Even for a champion of cloud computing such as myself, using Windows Phone has required a change of habits. That's because Windows Phone simply doesn't work like other smart phones and portable devices. Consider the iPhone, or an MP3 player like the Zune HD. If you plug one of these devices into a PC, or to an Xbox 360, you can access the content they contain and play it back on a bigger screen. With a Windows Phone, this won't work. Plug it in if you like. Nothing is going to happen.
Well, one thing will happen, and only on the PC: The Zune PC software will launch (unless you've configured it differently) and sync content between the PC and the device. As noted previously, this is the only PC software that can interact with Windows Phone.
The Zune software is underrated and, for now, under-used.
I asked Microsoft why they designed Windows Phone this way. After all, it seems limiting.
"Windows Phone is not a mass storage device," Joe Belfiore told me. "The data on the phone must be kept consistent. Under the covers, they are essentially Zune devices, and we need to be able to ID and verify what's in the storage, match music to cloud data so we can ID songs, and so on. The user isn't doing that manual stuff, copying files to memory cards or whatever. Some may want to, we know. But in general, a sync system that is simple and easy and does meta data mapping is the better choice. And that's what we did."
Fair enough, and it is what it is. But I have to say, I find the Zune software's non-configurable photo downloading capabilities frustrating and unacceptable. I hope they fix at least that in the future and allow users to acquire photos from the phones using the software they prefer.
OK, so what can you do from the Zune PC software? Asid from general phone sync, you can browse and buy content from the Marketplace, including apps and games, though again these are really just downloaded directly to the phone and are not stored on the PC. It's the only place you can browse and download videos and podcasts, so if you need to sync that stuff to the phone, you have to do it from the PC.
The Zune software used to sync content with the phone.
Overall, the PC connectivity is weirdly (if purposefully) limited. I'm thinking there's a future middle ground to be found here.
I should at least mention in passing that Microsoft will release a Mac-based sync client for Windows Phone as well, called Windows Phone 7 Connector for Mac. This software will allow Mac users to sync their iTunes- and iPhoto- based media content with Windows Phone and download pictures taken with the Windows Phone camera. It even looks a bit like iTunes. And ... that's about all we need to say about that.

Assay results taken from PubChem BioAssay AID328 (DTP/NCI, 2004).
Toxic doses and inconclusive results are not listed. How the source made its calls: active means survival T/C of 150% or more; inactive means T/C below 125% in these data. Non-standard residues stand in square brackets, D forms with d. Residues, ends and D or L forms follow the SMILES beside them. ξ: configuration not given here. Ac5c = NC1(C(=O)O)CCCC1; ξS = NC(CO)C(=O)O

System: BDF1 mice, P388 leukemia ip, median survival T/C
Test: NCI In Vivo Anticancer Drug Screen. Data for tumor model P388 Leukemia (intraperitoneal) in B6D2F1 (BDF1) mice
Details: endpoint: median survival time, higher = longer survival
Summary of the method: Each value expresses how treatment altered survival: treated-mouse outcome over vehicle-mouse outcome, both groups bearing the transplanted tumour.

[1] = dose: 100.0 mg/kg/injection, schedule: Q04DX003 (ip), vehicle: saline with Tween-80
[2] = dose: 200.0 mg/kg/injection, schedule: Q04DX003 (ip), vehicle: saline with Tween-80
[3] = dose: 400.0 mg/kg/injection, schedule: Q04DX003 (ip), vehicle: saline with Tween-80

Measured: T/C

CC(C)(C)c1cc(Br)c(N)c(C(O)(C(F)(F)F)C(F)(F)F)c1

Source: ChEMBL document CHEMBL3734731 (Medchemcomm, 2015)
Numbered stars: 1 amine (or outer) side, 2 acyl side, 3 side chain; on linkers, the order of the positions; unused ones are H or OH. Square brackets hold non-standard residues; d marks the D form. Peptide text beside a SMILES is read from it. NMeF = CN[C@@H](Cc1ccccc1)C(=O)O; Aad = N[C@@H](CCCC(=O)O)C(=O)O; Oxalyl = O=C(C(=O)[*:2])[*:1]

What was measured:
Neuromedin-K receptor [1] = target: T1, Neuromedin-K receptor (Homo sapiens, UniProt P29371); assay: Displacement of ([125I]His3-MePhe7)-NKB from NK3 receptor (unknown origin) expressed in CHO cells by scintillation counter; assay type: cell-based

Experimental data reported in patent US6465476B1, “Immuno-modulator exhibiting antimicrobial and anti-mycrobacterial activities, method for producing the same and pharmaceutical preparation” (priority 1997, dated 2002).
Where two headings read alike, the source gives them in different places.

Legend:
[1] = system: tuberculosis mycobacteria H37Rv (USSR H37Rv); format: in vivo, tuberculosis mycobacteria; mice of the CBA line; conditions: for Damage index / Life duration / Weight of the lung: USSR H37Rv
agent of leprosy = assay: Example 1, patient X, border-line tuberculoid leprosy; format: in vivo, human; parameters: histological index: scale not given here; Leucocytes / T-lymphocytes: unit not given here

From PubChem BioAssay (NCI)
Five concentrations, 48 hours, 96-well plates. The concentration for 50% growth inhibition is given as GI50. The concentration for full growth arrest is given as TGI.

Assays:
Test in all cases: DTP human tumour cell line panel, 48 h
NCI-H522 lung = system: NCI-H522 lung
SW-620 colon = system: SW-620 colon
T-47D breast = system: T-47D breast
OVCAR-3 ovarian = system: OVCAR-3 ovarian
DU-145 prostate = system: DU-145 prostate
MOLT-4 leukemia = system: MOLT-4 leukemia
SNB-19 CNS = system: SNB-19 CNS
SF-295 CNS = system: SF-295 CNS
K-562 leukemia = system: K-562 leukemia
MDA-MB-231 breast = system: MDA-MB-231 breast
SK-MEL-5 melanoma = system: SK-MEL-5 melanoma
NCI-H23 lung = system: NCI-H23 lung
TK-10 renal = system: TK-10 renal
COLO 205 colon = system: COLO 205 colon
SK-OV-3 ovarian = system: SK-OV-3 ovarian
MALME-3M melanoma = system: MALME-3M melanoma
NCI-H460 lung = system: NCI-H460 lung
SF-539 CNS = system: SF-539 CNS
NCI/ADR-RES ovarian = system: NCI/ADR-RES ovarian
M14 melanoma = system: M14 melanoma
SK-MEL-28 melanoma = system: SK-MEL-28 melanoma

Windows Phone will be backed by a slew of online services, only some of which were fully ready for testing in time for this review. For example, on Windows Live, you can automatically store phone-taken cameras (albeit in non-full resolution versions) in a special SkyDrive Camera Roll album in Windows Live Photos. (You can also optionally choose to upload those photos to Facebook instead. I'm guessing other services will come online for this in the future as well.)
The SkyDrive Camera Roll album contains automatically synced photos from your phone.
Like Windows Mobile, Windows Phone supports a Find My Phone service that will help you recover a lost or stolen Windows Phone, and unlike a similar service from, say, Apple, it's absolutely free.
Find My Phone.
Find Your Phones offers features like Map It (see your phone on Bing Maps), Ring It (annoy a thief or locate a phone), Lock it and display a message (such as, "stop, thief!"), and Erase It, which is of course a remote wipe capability.
There's also a nice new Windows Live site just for Windows Phone users that provides access to many of the Microsoft-oriented connected services that are currently available, such as the phone settings, Find My Phone, the SkyDrive Camera Roll, Xbox LIVE, Zune, Windows Live-based contacts and calendar, and OneNote notes, which can be synced automatically to Office Web Apps on Windows Live.
Windows Phone on Windows Live.
I'm told a version of MyPhone will be coming online sometime soon as well, incorporating some features from the short-lived KIN Studio. And Microsoft is busy overhauling Xbox.com to accommodate Windows Phone users as I write this, so there's more to come.